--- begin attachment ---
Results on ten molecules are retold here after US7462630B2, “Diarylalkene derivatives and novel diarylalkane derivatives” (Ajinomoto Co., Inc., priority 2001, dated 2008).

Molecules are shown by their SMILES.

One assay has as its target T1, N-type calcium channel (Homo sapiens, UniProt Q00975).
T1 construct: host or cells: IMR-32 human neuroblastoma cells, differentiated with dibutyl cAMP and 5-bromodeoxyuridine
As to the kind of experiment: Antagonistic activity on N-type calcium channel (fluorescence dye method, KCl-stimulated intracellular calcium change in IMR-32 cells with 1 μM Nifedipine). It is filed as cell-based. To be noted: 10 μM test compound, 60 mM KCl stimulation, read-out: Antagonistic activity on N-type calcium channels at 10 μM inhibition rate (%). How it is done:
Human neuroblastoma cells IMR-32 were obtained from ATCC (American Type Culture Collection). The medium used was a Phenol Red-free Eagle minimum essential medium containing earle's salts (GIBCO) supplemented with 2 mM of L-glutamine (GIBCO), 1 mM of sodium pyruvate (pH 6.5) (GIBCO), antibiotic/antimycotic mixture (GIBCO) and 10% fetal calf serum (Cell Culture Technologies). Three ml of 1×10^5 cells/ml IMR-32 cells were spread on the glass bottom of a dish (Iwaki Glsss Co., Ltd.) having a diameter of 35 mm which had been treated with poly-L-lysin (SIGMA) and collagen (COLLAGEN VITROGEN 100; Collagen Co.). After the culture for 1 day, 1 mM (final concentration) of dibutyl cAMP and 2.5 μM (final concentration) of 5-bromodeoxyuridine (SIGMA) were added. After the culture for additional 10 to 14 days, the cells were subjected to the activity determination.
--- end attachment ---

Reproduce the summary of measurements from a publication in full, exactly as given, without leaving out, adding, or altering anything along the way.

Results on ten molecules are retold here after US7462630B2, “Diarylalkene derivatives and novel diarylalkane derivatives” (Ajinomoto Co., Inc., priority 2001, dated 2008).

Molecules are shown by their SMILES.

One assay has as its target T1, N-type calcium channel (Homo sapiens, UniProt Q00975).
T1 construct: host or cells: IMR-32 human neuroblastoma cells, differentiated with dibutyl cAMP and 5-bromodeoxyuridine
As to the kind of experiment: Antagonistic activity on N-type calcium channel (fluorescence dye method, KCl-stimulated intracellular calcium change in IMR-32 cells with 1 μM Nifedipine). It is filed as cell-based. To be noted: 10 μM test compound, 60 mM KCl stimulation, read-out: Antagonistic activity on N-type calcium channels at 10 μM inhibition rate (%). How it is done:
Human neuroblastoma cells IMR-32 were obtained from ATCC (American Type Culture Collection). The medium used was a Phenol Red-free Eagle minimum essential medium containing earle's salts (GIBCO) supplemented with 2 mM of L-glutamine (GIBCO), 1 mM of sodium pyruvate (pH 6.5) (GIBCO), antibiotic/antimycotic mixture (GIBCO) and 10% fetal calf serum (Cell Culture Technologies). Three ml of 1×10^5 cells/ml IMR-32 cells were spread on the glass bottom of a dish (Iwaki Glsss Co., Ltd.) having a diameter of 35 mm which had been treated with poly-L-lysin (SIGMA) and collagen (COLLAGEN VITROGEN 100; Collagen Co.). After the culture for 1 day, 1 mM (final concentration) of dibutyl cAMP and 2.5 μM (final concentration) of 5-bromodeoxyuridine (SIGMA) were added. After the culture for additional 10 to 14 days, the cells were subjected to the activity determination.